Discovering My Peace Corps Coping Mechanisms

February 1, Day 550
I wake up in a pool of my own sweat. The power went out while I was sleeping last night and thus the fan shut off. I don’t open my windows anymore ever since I found that girl staring through my bedroom window while I was sleeping, so I’m literally living in a hot sauna right now.

Wake up, open the window.

Walk to the kitchen and wow… it’s a mess. I can’t deal with it anymore, so it’s time to wash dishes.

No water, either. I break out a container of stored water and wash the dishes while coffee seeps in my French press.

Wash, wash, wash.

I hear someone knocking on my door and walk to the door and look through the curtains of the living room window to find out who it is. Through the curtains, I see to three teenage boys hanging out on my front porch. I don’t like this.

I open the door and greet them.

“Dumela, Mma. Re kopa metsi,” one of the boys says (hello Ma’am, we would like some water).

Again, I don’t like this. There are houses all up and down the street. Why did they stop at my house? I think it’s because they know a white person lives here and assume I’m rich and want to see inside my house and ask for things. I obviously don’t care about water, but I don’t want to perpetuate this relationship with people that I am the rich one who gives things out.

I give them all a glass of water, and tell them next time to stand at my gate and yell ko ko instead of entering my property and hanging out on the front porch.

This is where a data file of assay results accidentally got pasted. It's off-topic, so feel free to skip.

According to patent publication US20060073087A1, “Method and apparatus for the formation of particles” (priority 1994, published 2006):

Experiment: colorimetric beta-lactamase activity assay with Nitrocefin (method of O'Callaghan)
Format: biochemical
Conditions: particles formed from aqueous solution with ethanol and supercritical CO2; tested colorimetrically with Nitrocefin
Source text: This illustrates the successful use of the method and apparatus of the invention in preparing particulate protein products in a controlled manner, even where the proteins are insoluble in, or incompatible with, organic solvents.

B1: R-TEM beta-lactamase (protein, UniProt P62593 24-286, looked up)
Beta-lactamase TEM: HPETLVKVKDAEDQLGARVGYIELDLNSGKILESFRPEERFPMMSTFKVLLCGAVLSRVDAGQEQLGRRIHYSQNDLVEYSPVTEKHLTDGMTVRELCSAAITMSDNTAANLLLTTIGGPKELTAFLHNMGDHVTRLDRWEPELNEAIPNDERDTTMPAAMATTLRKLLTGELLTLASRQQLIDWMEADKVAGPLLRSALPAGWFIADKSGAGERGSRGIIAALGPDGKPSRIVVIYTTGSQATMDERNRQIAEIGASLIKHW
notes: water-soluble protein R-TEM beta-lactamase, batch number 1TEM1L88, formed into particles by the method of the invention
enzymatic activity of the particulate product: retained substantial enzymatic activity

They tell me they live nearby, which makes me more confused as to why they need water from me, and agree to call Ko ko next time.

Cool.

Go back to washing dishes.

Make eggs and sip on coffee while watching “Grey’s Anatomy”.

Knit.

Finish cleaning the kitchen. I discover that the standpipe in the yard has a little water coming from it when I turn it on, so I go fill up the water container and pull weeds from the yard while I wait for it to trickle.

Go inside, listen to music and clean the house.

A car pulls up in front of the house. It’s Freddie. Catherine says she wants my broken fan so he can fix it because she doesn’t have a fan right now for her and the baby.

Go get him the fan and sit on the porch and catch up with him.

Freddie goes back to Catherine’s house and I break out the shovel and decide to finish the fourth permagarden once and for all. My cucumbers, sweet potato and watermelon are growing nicely! There are so many green little plants growing and it makes my heart happy.

Lunch

I realize as I finish putting in eggshells, coffee grounds and manure into the soil that gardening is my coping mechanism.

When you first join the Peace Corps, our training emphasizes the importance of having healthy coping mechanisms. Service can be hard, and sometimes volunteers can turn to unhealthy ways to cope, so they give us lots of suggestions of ways to cope without picking up a drinking habit or something worse.

Ding!

I realize that my coping mechanism is gardening and dogs. I go outside and dig and dig and dig and feel great afterwards. Dogs and gardening have been my way to stay the course, and I love both. Something about this realization brings me comfort.

Go inside and call Colden.

Call Carrie.

Watch “Grey’s Anatomy”.

Go to bed.

Boroko 🌙

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